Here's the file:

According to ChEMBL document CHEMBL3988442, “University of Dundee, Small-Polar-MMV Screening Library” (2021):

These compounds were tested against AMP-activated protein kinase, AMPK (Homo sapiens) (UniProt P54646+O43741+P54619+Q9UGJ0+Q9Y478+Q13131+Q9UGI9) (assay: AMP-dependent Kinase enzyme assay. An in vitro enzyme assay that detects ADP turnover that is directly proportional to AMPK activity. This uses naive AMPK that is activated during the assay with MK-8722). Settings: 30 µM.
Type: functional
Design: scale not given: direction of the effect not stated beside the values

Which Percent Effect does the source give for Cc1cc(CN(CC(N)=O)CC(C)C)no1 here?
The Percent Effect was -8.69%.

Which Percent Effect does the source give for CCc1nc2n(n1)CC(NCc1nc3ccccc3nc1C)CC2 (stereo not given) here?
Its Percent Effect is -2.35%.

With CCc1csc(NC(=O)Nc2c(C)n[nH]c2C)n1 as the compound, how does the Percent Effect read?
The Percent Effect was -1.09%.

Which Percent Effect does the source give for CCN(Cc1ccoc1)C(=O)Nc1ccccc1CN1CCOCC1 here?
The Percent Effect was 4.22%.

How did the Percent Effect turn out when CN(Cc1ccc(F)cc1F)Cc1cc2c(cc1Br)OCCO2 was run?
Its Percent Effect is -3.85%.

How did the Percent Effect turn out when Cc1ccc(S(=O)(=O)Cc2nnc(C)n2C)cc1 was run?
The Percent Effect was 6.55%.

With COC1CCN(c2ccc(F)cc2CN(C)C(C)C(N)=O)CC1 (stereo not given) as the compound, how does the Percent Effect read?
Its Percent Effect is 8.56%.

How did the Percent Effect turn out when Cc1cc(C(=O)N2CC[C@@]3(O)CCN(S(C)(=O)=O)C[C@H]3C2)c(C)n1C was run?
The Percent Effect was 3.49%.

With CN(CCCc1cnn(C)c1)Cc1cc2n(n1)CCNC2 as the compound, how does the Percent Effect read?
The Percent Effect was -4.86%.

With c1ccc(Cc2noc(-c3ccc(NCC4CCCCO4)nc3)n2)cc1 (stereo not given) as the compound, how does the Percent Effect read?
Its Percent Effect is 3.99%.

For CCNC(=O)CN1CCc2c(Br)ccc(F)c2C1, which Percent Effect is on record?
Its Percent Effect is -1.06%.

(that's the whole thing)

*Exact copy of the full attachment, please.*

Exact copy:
According to ChEMBL document CHEMBL3988442, “University of Dundee, Small-Polar-MMV Screening Library” (2021):

These compounds were tested against AMP-activated protein kinase, AMPK (Homo sapiens) (UniProt P54646+O43741+P54619+Q9UGJ0+Q9Y478+Q13131+Q9UGI9) (assay: AMP-dependent Kinase enzyme assay. An in vitro enzyme assay that detects ADP turnover that is directly proportional to AMPK activity. This uses naive AMPK that is activated during the assay with MK-8722). Settings: 30 µM.
Type: functional
Design: scale not given: direction of the effect not stated beside the values

Which Percent Effect does the source give for Cc1cc(CN(CC(N)=O)CC(C)C)no1 here?
The Percent Effect was -8.69%.

Which Percent Effect does the source give for CCc1nc2n(n1)CC(NCc1nc3ccccc3nc1C)CC2 (stereo not given) here?
Its Percent Effect is -2.35%.

With CCc1csc(NC(=O)Nc2c(C)n[nH]c2C)n1 as the compound, how does the Percent Effect read?
The Percent Effect was -1.09%.

Which Percent Effect does the source give for CCN(Cc1ccoc1)C(=O)Nc1ccccc1CN1CCOCC1 here?
The Percent Effect was 4.22%.

How did the Percent Effect turn out when CN(Cc1ccc(F)cc1F)Cc1cc2c(cc1Br)OCCO2 was run?
Its Percent Effect is -3.85%.

How did the Percent Effect turn out when Cc1ccc(S(=O)(=O)Cc2nnc(C)n2C)cc1 was run?
The Percent Effect was 6.55%.

With COC1CCN(c2ccc(F)cc2CN(C)C(C)C(N)=O)CC1 (stereo not given) as the compound, how does the Percent Effect read?
Its Percent Effect is 8.56%.

How did the Percent Effect turn out when Cc1cc(C(=O)N2CC[C@@]3(O)CCN(S(C)(=O)=O)C[C@H]3C2)c(C)n1C was run?
The Percent Effect was 3.49%.

With CN(CCCc1cnn(C)c1)Cc1cc2n(n1)CCNC2 as the compound, how does the Percent Effect read?
The Percent Effect was -4.86%.

With c1ccc(Cc2noc(-c3ccc(NCC4CCCCO4)nc3)n2)cc1 (stereo not given) as the compound, how does the Percent Effect read?
Its Percent Effect is 3.99%.

For CCNC(=O)CN1CCc2c(Br)ccc(F)c2C1, which Percent Effect is on record?
Its Percent Effect is -1.06%.